After this Paul left Athens and went to Corinth. There he found a Jew named Aquila, a native of Pontus, who had recently come from Italy with his wife Priscilla, because Claudius had ordered all Jews to leave Rome. Paul went to see them, and, because he was of the same trade, he stayed with them, and they worked together - by trade they were tentmakers. Every sabbath he would argue in the synagogue and would try to convince Jews and Greeks.
When Silas and Timothy arrived from Macedonia, Paul was occupied with proclaiming the word, testifying to the Jews that the Messiah was Jesus. When they opposed and reviled him, in protest he shook the dust from his clothes and said to them, "Your blood be on your own heads! I am innocent. From now on I will go to the Gentiles." Then he left the synagogue and went to the house of a man named Titius Justus, a worshipper of God; his house was next door to the synagogue. Crispus, the officer of the synagogue, became a believer in the Lord, together with all his household; and many of the Corinthians who heard Paul became believers and were baptized.
Sing a new song to the Lord
for he had worked wonders.
His right hand and his holy arm
have brought salvation. (R./)
The Lord has made known his salvation;
has shown his justice to the nations.
He has remembered his truth and love
for the house of Israel. (R./)
All the ends of the earth have seen
the salvation of our God.
Shout to the Lord all the earth,
ring out your joy. (R./)
"A little while, and you will no longer see me, and again a little while, and you will see me."
Some of his disciples said to one another, "What does he mean by saying to us, 'A little while, and you will no longer see me, and again a little while, and you will see me'; and 'Because I am going to the Father'?" They said, "What does he mean by this 'a little while'? We do not know what he is talking about." Jesus knew that they wanted to ask him, so he said to them, "Are you discussing among yourselves what I meant when I said, 'A little while, and you will no longer see me, and again a little while, and you will see me'? Very truly, I tell you, you will weep and mourn, but the world will rejoice; you will have pain, but your pain will turn into joy."
After Paul left the cultured city of Athens, with its sophisticated audience, he proceeded to the seaport of Corinth, notorious for its riotous atmosphere. Here he ran into fierce opposition within the Jewish community, though Crispus the synagogue treasurer came to accept the gospel. As more and more pagans in Corinth accepted the message and turned to Jesus to their hearts, Paul gradually focused his ministry away from the Jews and toward gentile audience. Significant changes also appear in today's gospel. Here it is expressed in terms of Jesus' presence, absence and a new kind of presence. No stage of our existence is permanent. "The world as we know it is passing away" (1 Cor 7:31).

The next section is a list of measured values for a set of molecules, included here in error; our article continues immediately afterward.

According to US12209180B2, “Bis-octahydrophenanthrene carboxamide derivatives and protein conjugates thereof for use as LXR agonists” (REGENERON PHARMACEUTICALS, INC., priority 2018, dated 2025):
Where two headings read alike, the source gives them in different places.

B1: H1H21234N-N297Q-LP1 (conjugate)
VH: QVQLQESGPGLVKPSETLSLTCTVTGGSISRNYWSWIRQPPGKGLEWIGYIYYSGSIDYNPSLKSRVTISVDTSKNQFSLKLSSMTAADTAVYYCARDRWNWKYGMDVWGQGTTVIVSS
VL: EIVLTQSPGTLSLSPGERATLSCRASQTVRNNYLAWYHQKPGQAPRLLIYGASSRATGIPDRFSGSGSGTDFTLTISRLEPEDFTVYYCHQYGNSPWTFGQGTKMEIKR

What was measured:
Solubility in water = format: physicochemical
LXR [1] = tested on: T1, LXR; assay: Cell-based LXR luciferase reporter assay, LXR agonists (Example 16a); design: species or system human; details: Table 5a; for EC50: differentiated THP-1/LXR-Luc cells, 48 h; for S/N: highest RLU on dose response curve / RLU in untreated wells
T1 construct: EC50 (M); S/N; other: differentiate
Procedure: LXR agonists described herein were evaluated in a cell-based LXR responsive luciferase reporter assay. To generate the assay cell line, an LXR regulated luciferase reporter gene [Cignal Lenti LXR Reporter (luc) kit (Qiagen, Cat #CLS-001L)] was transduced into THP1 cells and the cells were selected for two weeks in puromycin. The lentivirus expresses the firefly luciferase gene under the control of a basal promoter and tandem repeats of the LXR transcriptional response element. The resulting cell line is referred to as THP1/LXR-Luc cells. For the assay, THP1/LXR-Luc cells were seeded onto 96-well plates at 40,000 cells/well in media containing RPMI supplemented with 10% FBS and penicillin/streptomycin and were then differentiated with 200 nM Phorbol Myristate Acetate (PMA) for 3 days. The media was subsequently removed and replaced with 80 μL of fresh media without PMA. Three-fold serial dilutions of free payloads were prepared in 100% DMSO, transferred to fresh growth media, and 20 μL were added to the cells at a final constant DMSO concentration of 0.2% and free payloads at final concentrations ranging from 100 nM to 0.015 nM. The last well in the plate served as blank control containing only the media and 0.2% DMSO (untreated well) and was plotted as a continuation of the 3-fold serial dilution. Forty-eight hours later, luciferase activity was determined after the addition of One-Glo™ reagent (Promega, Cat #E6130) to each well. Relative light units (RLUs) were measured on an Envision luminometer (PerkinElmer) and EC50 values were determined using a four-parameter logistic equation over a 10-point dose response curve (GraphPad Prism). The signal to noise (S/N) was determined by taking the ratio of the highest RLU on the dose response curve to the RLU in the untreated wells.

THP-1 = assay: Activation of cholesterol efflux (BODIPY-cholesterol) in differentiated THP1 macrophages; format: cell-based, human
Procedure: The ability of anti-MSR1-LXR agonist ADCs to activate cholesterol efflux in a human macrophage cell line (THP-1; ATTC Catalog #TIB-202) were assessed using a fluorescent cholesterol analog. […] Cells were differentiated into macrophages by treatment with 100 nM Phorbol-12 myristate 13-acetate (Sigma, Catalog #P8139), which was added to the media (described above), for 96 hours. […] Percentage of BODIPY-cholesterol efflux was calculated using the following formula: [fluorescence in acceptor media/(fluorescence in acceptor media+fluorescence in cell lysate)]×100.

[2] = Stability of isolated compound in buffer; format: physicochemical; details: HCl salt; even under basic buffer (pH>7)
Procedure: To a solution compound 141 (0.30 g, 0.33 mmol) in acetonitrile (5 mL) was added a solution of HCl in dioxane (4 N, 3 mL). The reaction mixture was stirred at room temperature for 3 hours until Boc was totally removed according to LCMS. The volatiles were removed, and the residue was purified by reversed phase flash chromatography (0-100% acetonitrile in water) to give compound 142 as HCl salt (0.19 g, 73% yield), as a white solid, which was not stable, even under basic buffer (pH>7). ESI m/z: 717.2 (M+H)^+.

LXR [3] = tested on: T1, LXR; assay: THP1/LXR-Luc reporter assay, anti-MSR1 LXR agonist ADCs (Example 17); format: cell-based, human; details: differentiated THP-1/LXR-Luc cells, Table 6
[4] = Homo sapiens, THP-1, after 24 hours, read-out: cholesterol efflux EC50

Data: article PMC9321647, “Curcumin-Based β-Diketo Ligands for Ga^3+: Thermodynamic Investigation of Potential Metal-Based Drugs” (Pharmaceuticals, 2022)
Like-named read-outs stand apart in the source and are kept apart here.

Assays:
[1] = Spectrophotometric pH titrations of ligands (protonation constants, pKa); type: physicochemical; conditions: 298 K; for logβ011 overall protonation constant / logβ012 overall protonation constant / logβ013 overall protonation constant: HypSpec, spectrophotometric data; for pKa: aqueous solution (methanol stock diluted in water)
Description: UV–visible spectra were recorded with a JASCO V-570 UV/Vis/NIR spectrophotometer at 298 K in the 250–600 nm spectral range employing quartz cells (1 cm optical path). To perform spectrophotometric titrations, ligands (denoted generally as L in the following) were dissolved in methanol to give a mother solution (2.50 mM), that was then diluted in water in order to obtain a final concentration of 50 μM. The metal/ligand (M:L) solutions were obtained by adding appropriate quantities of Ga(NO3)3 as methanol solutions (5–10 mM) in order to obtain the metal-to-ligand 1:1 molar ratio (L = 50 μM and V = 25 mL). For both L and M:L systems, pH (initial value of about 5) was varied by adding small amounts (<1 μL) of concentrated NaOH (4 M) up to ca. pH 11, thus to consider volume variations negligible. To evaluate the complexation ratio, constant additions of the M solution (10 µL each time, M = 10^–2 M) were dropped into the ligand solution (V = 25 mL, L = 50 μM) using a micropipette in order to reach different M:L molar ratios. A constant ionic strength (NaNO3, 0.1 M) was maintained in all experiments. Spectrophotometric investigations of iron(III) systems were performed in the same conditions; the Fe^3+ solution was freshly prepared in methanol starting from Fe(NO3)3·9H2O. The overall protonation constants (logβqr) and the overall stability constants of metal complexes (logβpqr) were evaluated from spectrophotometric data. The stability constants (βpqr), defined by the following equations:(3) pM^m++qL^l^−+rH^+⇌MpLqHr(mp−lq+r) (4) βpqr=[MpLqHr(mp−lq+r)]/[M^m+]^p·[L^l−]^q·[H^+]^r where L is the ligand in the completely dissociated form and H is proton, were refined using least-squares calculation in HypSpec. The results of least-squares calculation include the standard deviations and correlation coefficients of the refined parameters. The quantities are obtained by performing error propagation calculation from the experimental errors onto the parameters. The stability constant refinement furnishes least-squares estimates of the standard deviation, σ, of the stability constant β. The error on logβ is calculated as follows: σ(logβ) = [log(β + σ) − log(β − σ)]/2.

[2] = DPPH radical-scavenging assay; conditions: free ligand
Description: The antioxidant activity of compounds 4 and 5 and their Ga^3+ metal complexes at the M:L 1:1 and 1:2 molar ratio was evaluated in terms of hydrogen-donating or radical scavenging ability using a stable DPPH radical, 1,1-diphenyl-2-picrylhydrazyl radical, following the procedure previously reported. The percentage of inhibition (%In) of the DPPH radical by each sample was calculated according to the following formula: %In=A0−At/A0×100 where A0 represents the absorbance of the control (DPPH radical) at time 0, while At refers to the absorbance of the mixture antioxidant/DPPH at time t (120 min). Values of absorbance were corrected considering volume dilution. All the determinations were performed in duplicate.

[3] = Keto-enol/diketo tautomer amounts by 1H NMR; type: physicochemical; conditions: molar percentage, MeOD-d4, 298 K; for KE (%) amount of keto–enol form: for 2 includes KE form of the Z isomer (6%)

Change often takes us by surprise. No matter how adaptable we think ourselves to be, we find it hard to cope with all that happens. Saint Paul shows remarkable adaptability, in his travelling ministry. The work that needed to be done to spread the Gospel urged him to become "as a Greek with the Greeks, and as a Jew with the Jews." The same openness to change was required when Jesus told his disciples he must go away. 'A little while, and you will no longer see me, and again a little while, and you will see me.' Their grief at his absence is real, but he taught them to wait with patience for his return. "You will grieve -- but your grief will be turned into joy."
A kindly couple helped Saint Paul to adapt to his situation in tumultuous Corinth. He met with Priscilla and Aquila, who engaged in the same trade as himself; they were tent-makers. It seems they were also Jewish-Christians like himself. Not only did they help to keep Paul in contact with his roots, which could have been severed by his rejection in the synagogue, but they also kept him rooted and down to earth in the practical details of everyday life. With them he would earn his living by his own hands. Among the working class where everyone works for a living, Paul would broaden his ministry and to gather the foreigners into the community of Jesus' disciples.
On the night of the Last Supper, Jesus speaks about going away, going to the Father. His death will involve a real departure that will sadden his disciples. If they had their way they would have made him stay. But he insists that if they knew what lay ahead they would be glad, since he is returning to the Father. If they really loved him, they would not try to make him stay.
We too can rejoice at his departure, because by leaving this world Jesus can do so much more for us than if he had stayed in this world. In going to the Father he opens up a way to eternal life for all who believe in him. Going to the Father, he could send the Holy Spirit to his disciples. So his departure brought great advantage of all of us. Sometimes the best expression of our love for others is to let them go, not trying to hold onto them, to letting them go to whatever God wishes and desires for them.